Travel to and from appointments included as work
A new ruling by the European Court of Justice (ECJ) has concluded that, for workers with no permanent office, travel to and from their first and last appointments is classified as work.
Until now, those employing mobile workers, such as sales forces, service engineers or care workers, were not required to count such travelling time as work.
However, the ECJ ruling stated that those without a fixed or habitual office – so-called peripatetic workers – should count the time they spend travelling between their homes and the premises of their first and last jobs as part of their hours for the day.
Commuting to and from work has never been regarded as working time for non-peripatetic employees and the ECJ ruling does not change that.
What does this relate to?
The ruling relates to the working time directive which gives workers the right to a minimum of 28-days of paid holidays each year, a 20-minute rest break after six hours work, and rest of at least 11 hours in any 24 hours.
It also restricts excessive night work, provides for 24 hours off after seven days of work, and gives a right to work no more than 48 hours per week over a working cycle.
In the UK, employers have the option of opting out of the directive, but the TUC estimates that as many as 975,000 people in the UK could fall under the remit of the judgement.
GMB, the union for British Gas, the AA, meter readers and home care workers, has welcomed the ruling.
How did the ruling come about?
The ruling occurred because of an ongoing legal case in Spain involving a company called Tyco, which installs security systems. The company shut its regional offices down in 2011, resulting in employees travelling varying distances before arriving at their first appointment.
The court ruling said: “The fact that the workers begin and finish the journeys at their homes stems directly from the decision of their employer to abolish the regional offices and not from the desire of the workers themselves.
“Requiring them to bear the burden of their employer’s choice would be contrary to the objective of protecting the safety and health of workers pursued by the directive, which includes the necessity of guaranteeing workers a minimum rest period.”
Organisations which use large numbers of mobile engineers such as British Gas, the AA and the RAC, are said to be assessing the implications of the judgement.
The UK Government has argued that including travel time in working time could lead to higher costs for businesses, and has said that its business department will now have to carefully consider the judgment’s implications.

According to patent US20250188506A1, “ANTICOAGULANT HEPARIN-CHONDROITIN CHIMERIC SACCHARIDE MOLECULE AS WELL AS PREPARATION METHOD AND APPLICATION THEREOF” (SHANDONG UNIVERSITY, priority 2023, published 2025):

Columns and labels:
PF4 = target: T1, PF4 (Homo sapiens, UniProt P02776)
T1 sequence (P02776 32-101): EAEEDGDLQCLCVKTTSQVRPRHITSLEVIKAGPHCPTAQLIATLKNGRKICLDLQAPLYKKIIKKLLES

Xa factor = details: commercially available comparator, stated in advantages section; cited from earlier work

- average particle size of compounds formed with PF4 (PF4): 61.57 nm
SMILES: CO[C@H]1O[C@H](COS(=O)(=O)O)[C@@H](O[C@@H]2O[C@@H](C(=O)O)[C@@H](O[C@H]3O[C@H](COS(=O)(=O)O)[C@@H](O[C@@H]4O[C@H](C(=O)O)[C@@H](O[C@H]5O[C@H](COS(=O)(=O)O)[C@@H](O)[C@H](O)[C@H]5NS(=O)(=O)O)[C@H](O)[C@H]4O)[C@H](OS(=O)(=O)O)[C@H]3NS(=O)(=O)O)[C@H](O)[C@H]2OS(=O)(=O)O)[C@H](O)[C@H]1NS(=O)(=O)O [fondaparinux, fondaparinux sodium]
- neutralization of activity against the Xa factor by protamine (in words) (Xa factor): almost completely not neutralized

Need for accurate monitoring
The new ruling reinforces a number of key working practices, including the need for employees to keep accurate records of the amount of time worked per job, journey times to and from appointments and mileages travelled.
Many companies already have systems in place to record such features, while others are still trying to get to grips with the necessary requirements.
One answer could be the use of in-vehicle telematics.
Telematics can be used to gather data related to fuel usage and consumption, actual idling events, on-site arrival times, time on location, daily activity reporting; it can also help build up a profile in terms of vehicle usage to help with predictive servicing.
If desired, data can also be collected to identify harsh braking and acceleration, speeding and erratic cornering – all information that is useful in evaluating driver behaviour on an ongoing basis.
But importantly a client can choose what data they want to collect, it can start simple and get more complicated later if required.
New ruling moves telematics debate on
It could be argued that the new working time development actually moves the debate about telematics further forward.
For some time, there has been a general reluctance to embrace telematics as a means of providing much-needed business information upon which effective decisions can be taken.
Instead, there has been a suspicion of the concept; a mistrust of what many see as an unwelcome intrusion – ‘the spy in the cab’.
However, with regard to this new ruling, telematics could have a role as a supporter of worker rights – an ‘enabler’ rather than a weapon of suspicion – as it provides unequivocal evidence of the hours worked, the timings and the location.
As such it delivers the necessary information upon which mobile workers can provide irrefutable confirmation of their actual hours worked, in line with the new EU working time ruling.
And as such, it makes the argument for more widespread use of in-vehicle telematics a little more compelling.